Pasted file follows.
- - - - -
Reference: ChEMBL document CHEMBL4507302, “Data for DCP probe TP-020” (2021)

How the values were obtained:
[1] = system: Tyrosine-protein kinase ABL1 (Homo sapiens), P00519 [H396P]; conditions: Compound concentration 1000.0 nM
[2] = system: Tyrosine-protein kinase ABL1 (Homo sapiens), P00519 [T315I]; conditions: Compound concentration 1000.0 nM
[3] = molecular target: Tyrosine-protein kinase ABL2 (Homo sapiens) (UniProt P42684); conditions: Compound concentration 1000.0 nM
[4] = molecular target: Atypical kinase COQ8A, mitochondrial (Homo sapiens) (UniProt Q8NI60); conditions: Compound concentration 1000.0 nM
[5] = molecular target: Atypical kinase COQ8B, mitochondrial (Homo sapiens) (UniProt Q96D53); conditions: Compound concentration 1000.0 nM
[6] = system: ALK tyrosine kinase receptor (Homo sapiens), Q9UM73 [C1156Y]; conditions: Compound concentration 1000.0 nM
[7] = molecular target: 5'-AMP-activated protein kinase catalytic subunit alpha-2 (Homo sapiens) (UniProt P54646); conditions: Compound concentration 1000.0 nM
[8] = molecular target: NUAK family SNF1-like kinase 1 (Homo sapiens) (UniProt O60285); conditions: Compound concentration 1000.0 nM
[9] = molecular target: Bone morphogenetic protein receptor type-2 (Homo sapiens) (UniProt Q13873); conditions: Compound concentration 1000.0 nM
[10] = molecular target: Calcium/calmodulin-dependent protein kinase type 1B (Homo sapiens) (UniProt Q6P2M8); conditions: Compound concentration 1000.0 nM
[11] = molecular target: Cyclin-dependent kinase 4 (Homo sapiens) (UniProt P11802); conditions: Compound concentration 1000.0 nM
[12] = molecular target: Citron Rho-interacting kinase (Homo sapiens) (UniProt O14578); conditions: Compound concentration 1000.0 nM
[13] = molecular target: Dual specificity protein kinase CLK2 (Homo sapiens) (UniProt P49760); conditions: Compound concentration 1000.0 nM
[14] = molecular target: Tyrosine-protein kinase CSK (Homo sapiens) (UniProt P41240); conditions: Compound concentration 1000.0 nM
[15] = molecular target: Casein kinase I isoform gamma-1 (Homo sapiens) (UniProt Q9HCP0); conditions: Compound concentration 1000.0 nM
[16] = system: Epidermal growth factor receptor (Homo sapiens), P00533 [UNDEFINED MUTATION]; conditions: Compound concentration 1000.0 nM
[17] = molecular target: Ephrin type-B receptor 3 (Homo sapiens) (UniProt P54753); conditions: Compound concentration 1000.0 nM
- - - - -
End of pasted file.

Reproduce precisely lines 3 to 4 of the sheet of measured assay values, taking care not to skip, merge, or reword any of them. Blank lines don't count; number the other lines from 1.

[1] = system: Tyrosine-protein kinase ABL1 (Homo sapiens), P00519 [H396P]; conditions: Compound concentration 1000.0 nM
[2] = system: Tyrosine-protein kinase ABL1 (Homo sapiens), P00519 [T315I]; conditions: Compound concentration 1000.0 nM